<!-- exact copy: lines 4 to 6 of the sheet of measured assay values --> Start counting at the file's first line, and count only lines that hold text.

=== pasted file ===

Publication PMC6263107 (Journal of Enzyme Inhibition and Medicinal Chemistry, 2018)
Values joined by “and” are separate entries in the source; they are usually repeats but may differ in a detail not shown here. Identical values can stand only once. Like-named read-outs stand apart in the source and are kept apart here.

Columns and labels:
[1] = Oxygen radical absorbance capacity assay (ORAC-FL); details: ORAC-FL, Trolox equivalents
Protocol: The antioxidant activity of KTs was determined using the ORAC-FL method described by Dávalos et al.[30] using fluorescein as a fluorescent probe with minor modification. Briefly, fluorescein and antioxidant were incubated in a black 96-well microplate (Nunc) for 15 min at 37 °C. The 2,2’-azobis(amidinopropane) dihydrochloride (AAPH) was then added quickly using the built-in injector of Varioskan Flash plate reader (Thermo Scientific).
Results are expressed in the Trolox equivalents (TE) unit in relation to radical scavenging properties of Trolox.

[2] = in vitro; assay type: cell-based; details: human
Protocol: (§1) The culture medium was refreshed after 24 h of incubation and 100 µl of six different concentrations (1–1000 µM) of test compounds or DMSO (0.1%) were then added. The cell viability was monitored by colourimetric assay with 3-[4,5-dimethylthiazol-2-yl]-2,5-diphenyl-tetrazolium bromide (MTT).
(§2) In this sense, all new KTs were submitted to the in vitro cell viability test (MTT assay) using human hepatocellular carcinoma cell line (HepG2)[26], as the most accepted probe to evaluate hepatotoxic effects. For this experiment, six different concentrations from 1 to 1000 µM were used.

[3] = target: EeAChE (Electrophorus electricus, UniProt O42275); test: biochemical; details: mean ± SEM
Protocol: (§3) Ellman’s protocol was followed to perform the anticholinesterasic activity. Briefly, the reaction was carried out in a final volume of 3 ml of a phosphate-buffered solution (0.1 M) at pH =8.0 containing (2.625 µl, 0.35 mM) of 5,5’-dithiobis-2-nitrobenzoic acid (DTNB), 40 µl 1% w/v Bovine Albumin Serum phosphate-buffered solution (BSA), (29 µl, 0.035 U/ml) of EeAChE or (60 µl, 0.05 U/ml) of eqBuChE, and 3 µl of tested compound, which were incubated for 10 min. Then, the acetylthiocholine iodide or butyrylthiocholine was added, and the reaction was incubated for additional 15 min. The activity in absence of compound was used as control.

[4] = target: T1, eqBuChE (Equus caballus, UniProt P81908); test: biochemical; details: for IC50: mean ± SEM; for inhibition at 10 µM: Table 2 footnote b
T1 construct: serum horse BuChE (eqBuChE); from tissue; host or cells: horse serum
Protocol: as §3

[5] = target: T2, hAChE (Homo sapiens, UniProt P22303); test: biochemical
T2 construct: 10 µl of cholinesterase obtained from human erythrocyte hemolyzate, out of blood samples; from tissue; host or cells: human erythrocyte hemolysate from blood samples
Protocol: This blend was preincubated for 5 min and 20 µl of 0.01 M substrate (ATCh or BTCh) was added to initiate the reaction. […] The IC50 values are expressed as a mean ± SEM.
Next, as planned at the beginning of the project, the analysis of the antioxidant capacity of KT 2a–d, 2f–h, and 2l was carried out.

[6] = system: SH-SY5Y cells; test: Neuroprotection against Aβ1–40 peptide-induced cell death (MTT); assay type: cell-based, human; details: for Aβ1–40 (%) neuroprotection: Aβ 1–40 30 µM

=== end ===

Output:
[1] = Oxygen radical absorbance capacity assay (ORAC-FL); details: ORAC-FL, Trolox equivalents
Protocol: The antioxidant activity of KTs was determined using the ORAC-FL method described by Dávalos et al.[30] using fluorescein as a fluorescent probe with minor modification. Briefly, fluorescein and antioxidant were incubated in a black 96-well microplate (Nunc) for 15 min at 37 °C. The 2,2’-azobis(amidinopropane) dihydrochloride (AAPH) was then added quickly using the built-in injector of Varioskan Flash plate reader (Thermo Scientific).
Results are expressed in the Trolox equivalents (TE) unit in relation to radical scavenging properties of Trolox.